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Organic vape juices: will nicotine salts drive vaping’s next evolution?

Even if you’re not a died-in-the-wool vaper, you’re doubtless aware that innovation’s the backbone of the vaping business and that nothing stands still when it comes to all things vape-related. Indeed, due to its use via certain new-to-the-market pod devices (one or two of them arguably the very best vaping kit UK available today), a new breed of vape juice, namely nicotine salt (or ‘nic salt’ for short), which tends to comprise far higher levels of nicotine content than typical mass-produced vape juices, is becomingly increasingly popular.

Frankly, it’s no surprise; if there’s something to vape out there that’s capable of delivering a bigger nicotine hit, nicotine-enthusiasts are going to jump at the chance to try it, enjoy it and snap it up. So, could it be that nicotine salts are set to be vaping’s next big thing – or even drive its next evolution? That’s a good question. One thing that is for sure is their popularity warrants them a closer look – and what it is that differentiates them from their e-juice competition…

Nicotine salts

Put simply, a nicotine salt is an organic type of nicotine; it’s what naturally occurs in a tobacco leaf. This also means that, biologically speaking, it’s a ‘more stable’ form of nicotine, certainly when contrasted with freebase nicotine that’s to be found in many of the most common cigarette brands and regular e-juices around today.

Looking more specifically at the science behind all this, nicotine is present in the original tobacco leaf in two separate ways – it’s either monoprotonated or diprotonated; which refers to how many and what kinds of acid the nicotine molecules bond to in the plant, with the aim of making the overall nicotine biologically stable. Whether monoprotonated or diprotonated then, the result of this scientific process is the creation of nicotine salt.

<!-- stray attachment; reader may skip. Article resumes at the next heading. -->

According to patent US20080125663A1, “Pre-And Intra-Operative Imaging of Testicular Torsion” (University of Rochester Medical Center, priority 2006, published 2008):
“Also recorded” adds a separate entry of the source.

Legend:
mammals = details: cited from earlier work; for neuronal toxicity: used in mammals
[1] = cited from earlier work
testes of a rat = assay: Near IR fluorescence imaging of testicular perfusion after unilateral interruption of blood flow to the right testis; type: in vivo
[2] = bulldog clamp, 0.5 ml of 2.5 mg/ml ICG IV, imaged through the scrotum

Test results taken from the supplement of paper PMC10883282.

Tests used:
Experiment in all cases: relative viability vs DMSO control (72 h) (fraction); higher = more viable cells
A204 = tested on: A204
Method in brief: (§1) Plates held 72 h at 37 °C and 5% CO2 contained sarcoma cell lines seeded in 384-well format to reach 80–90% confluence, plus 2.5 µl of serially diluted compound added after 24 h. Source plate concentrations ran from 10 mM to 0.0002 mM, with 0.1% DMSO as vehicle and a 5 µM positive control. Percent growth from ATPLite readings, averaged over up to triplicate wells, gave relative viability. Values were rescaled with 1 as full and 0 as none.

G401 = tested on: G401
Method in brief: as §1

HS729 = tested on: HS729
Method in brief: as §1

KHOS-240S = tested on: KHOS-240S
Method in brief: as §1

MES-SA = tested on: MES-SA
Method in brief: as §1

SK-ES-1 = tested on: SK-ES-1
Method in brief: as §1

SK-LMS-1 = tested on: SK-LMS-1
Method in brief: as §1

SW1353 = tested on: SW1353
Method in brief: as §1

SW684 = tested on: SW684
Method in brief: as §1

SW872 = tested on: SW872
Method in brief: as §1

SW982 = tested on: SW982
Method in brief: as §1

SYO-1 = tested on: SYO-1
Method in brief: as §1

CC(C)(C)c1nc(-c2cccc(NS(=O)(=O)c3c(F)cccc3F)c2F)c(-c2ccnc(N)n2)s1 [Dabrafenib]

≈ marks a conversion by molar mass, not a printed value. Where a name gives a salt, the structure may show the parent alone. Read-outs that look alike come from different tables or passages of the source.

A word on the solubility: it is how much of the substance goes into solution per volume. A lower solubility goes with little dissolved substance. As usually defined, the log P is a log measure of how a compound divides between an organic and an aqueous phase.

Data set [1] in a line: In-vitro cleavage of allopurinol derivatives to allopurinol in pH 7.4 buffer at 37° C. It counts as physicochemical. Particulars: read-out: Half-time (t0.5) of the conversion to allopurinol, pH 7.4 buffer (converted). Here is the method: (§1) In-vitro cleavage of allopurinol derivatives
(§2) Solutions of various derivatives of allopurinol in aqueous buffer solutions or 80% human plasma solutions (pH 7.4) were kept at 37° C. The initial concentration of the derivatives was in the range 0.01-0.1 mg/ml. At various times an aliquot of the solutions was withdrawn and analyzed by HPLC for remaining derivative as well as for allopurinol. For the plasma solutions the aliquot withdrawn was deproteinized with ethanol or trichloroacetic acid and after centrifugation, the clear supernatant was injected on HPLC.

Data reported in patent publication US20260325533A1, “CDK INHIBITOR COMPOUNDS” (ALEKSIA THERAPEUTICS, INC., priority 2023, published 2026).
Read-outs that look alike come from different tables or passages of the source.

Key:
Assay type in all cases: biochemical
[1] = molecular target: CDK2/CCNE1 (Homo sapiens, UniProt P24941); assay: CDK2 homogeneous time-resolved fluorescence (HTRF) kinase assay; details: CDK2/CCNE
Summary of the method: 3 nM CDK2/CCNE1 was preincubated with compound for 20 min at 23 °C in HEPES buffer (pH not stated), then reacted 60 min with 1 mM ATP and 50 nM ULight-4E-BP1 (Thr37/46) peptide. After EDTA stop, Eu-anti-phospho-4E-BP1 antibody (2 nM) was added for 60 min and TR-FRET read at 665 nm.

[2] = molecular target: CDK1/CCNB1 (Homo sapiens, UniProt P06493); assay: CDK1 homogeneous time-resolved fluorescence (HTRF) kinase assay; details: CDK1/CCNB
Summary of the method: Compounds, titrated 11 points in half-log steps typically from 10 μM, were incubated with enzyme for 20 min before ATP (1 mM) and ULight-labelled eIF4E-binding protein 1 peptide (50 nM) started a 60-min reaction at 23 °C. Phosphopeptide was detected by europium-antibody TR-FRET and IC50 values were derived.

Freebase nicotine

Conversely, freebase nicotine – or, in vaping terms, freebase e-liquid nicotine – isn’t organic; instead it’s machine-manufactured. It’s neither monoprotonated nor diprotonated, but unprotonated (it possesses not protons); meaning it’s biologically unstable, having been created by tobacco companies over the last 50 years to increase the potency of nicotine possible in mass-produced tobacco-based cigarettes. This approach to providing nicotine to the masses has naturally drifted from cigarette production to the production of the majority of e-juices on the market – after all, one of the USPs of vape liquids is their ability to help people kick the tobacco habit because they can (far more safely) deliver just the nicotine hit vapers are used to.

The nicotine salt breakthrough

So, although naturally occurring and stable, nicotine salt on its own simply isn’t as ‘bioavailable’ as freebase nicotine; that means, full of all its stability-ensuring protons, it can’t be absorbed by the body as easily as freebase nicotine can. Or at least that was always the case; that was the conventional wisdom and practical reality. But have things changed? Well, it appears they may well have.

Because, yes, clever-clever developers of vape juices and vape devices have recently discovered that, by adding benzoic acid to nicotine salt, the nicotine’s bioavailability can be increased, enabling a greater amount of nicotine-delivery pound-for-pound compared to freebase nicotine. And, best of all, this doesn’t cause a side-effect in terms of the nicotine’s efficacy or this organic e liquid’s smoothness, so long as the pH level of the juice is simultaneously reduced.

So, is the vaping world this new breed of non-organic nicotine salt’s oyster? Time will only tell – indeed, it’s going to be interesting to watch, follow its progress and see…

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